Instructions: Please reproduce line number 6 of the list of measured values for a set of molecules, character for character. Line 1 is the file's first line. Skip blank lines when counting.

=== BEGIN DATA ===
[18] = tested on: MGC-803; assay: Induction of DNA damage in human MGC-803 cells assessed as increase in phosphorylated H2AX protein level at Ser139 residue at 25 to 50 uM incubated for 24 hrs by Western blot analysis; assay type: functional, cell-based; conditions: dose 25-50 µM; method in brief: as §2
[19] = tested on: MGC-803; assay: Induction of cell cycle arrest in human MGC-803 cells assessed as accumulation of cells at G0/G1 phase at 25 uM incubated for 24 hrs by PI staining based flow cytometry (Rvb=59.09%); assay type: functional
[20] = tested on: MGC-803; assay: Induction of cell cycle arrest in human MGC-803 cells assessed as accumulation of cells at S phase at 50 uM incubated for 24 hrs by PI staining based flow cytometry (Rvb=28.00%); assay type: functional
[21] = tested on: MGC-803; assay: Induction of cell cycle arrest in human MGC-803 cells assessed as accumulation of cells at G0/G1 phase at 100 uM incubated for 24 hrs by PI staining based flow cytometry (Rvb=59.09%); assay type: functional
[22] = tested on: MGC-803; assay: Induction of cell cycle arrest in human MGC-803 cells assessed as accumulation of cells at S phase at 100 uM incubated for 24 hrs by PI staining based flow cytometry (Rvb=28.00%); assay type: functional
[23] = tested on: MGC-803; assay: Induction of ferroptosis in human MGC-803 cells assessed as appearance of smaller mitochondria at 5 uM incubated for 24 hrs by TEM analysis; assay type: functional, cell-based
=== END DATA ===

[23] = tested on: MGC-803; assay: Induction of ferroptosis in human MGC-803 cells assessed as appearance of smaller mitochondria at 5 uM incubated for 24 hrs by TEM analysis; assay type: functional, cell-based